How Do You Know If It’s A Deal?

Posted on Jun 7 2017 - 7:36pm by Lance Edwards

andrewsBy Matt Andrews —  I hear it all the time from bird-dogs that bring me properties. “Matt, this property is a great deal. It will make you a lot of money. It will be easy to fix up and flip. It will be a great rental return.” I always laugh to myself when someone attempts 
 to qualify the investment value of a property by using descriptive terms like “great deal“, “a lot of money“, or “easy to flip“. These terms are totally subjective. They tell me nothing about the property and let me know that you have no idea what you are talking about.

Look at those inadequate descriptive terms above and ask yourself, “Would I put my hard-earned money into a property described like that?” I seriously doubt it. Here is what I would want to hear from a trusted real estate partner:

“Matt, I have a property that I think will meet your buying criteria. This property can be bought and renovated for around 65-70% of its after-rehab value. I calculated the ARV using real comps of similar homes sold within the last 90 days. You are looking at a 20-25% ROI.”

Or if it’s a rental investment I would want to hear:

“Matt, this rental property will yield a cap rate of 13% after all expenses, which include insurance, taxes, property management, vacancy and maintenance reserves.”

Do you see the difference between the first examples and these last two? The last two clearly show a knowledge of the real estate investments that you are attempting to sell. You are saying to your prospect, “I am not just hawking properties. I analyze and qualify true investment potential.” This kind of knowledge and understanding of real estate fundamentals will separate you from the crowd and bring real value to your investors.

This next section will be a little challenging, especially for those of you who are as mathematically challenged as I am. But trust me, if I can get it, anyone can! At the end of the section, I will give you some tools and some short cuts, so don’t worry. Okay, put on your analytical hat, because here we go!

ROI – Running The Numbers

Sometimes known just as RETURN, ROI (Return on Investment) is the ratio of money gained or lost on an investment relative to the amount of money invested. ROI is a measure of investment profitability, not a measure of investment size. The amount of money gained or lost may be referred to as interest, profit/loss, gain/loss, or net income/loss.

The money invested may be referred to as the asset, capital, principal, or the cost basis of the investment. ROI is usually expressed as a percentage and indicates cash flow from an investment to the investor over a specified period of time, usually a year. If someone says that they made a 20% return, they usually mean that the investment made them a 20% gain that year.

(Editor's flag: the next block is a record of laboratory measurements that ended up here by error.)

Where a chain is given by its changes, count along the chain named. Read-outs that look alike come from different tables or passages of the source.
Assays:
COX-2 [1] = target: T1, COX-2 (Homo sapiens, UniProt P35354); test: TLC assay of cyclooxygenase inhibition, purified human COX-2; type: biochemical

In general, the higher the investment risk, the greater the potential investment return, and the greater the potential investment loss.

So, what is a good return on investment for a property that you will buy, fix, and flip? You will get many different answers depending on whom you ask, but here is my general rule of thumb: After renovations, I want to be into a property for 65-70% of its current value.

For example, if a property is worth $100K, then I do not want to have any more than $70k invested in that property. Assuming I pay Realtor fees, buyer concessions, and closing costs totaling $10K, my profit will be $20K — roughly a 30% return on investment. I arrived at that percentage by dividing 20 (my profit) by 70 (my invested capital). Make sense? Good. Now you should be able to use the same process to quickly calculate the investment return for any flipped property you are selling. Your investor buyers will love you for being able to explain how this is done and they will value your input greatly.

CAP RATE – Running the Numbers

When someone says that a property is a 10 cap, what they mean is the property will produce 10% return. Basically, cap Rate is the ratio between the net operating income produced by an asset and its capital cost (the original in- vestment amount). commit this simple formula to memory.

Generally, NOI, (New Operating Income) is defined as the yearly gross income less operating expenses.

For example, if you bought a house for $100,000 and it produces $10,000 in annual net operating income, then:

The asset’s capitalization rate is ten percent; one-tenth of the property’s cost is paid by the year’s net proceeds.

Run the Real Estate Numbers

New Investors tend to avoid true, objective evaluation of property deals. In doing so, you are avoiding the one thing that can separate you from “dime a dozen” Realtors and “wanna-be investors.” Don’t be that guy!

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